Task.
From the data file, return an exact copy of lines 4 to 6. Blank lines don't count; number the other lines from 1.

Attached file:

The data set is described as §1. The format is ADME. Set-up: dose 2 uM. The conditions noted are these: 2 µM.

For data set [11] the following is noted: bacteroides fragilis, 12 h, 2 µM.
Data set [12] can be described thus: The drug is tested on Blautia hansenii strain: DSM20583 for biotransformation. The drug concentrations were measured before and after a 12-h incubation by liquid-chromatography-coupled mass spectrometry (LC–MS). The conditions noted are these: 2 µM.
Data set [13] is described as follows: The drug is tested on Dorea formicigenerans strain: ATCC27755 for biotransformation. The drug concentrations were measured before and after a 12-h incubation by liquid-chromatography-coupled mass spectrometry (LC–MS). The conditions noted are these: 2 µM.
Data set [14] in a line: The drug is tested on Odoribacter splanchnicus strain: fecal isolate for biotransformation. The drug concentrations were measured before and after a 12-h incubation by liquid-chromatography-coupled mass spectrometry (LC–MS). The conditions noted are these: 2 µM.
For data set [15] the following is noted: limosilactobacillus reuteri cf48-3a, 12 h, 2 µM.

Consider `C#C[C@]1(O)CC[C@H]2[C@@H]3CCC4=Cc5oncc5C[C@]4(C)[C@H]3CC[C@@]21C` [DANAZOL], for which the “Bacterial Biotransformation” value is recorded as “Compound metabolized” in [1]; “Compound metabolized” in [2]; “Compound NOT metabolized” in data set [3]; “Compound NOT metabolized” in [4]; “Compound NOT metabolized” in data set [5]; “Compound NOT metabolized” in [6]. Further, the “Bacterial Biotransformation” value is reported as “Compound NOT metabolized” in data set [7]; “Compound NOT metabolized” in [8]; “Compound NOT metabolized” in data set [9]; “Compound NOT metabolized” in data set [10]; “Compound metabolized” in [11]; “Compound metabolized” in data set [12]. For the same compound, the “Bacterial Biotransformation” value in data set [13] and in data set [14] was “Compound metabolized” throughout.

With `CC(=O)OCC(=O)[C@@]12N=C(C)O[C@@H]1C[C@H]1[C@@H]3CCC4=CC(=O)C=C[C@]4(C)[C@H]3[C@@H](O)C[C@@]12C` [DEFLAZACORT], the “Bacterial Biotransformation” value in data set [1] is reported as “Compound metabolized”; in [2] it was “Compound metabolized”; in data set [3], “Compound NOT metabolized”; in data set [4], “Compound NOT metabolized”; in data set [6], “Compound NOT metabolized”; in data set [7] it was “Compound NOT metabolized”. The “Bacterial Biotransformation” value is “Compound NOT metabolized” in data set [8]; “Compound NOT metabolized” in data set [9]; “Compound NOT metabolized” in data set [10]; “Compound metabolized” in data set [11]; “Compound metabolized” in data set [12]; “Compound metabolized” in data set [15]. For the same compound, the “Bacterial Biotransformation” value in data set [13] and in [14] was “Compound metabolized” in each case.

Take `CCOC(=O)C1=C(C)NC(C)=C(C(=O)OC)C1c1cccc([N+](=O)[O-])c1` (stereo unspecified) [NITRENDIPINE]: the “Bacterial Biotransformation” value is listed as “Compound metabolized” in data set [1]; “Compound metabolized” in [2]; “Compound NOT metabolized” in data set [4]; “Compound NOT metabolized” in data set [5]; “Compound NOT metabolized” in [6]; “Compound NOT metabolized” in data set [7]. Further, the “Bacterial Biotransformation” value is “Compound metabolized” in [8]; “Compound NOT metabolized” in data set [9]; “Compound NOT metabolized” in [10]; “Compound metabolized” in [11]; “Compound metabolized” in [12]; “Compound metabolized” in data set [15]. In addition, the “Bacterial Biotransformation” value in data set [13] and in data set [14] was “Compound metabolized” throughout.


Data set [13] is described as follows: The drug is tested on Dorea formicigenerans strain: ATCC27755 for biotransformation. The drug concentrations were measured before and after a 12-h incubation by liquid-chromatography-coupled mass spectrometry (LC–MS). The conditions noted are these: 2 µM.
Data set [14] in a line: The drug is tested on Odoribacter splanchnicus strain: fecal isolate for biotransformation. The drug concentrations were measured before and after a 12-h incubation by liquid-chromatography-coupled mass spectrometry (LC–MS). The conditions noted are these: 2 µM.
For data set [15] the following is noted: limosilactobacillus reuteri cf48-3a, 12 h, 2 µM.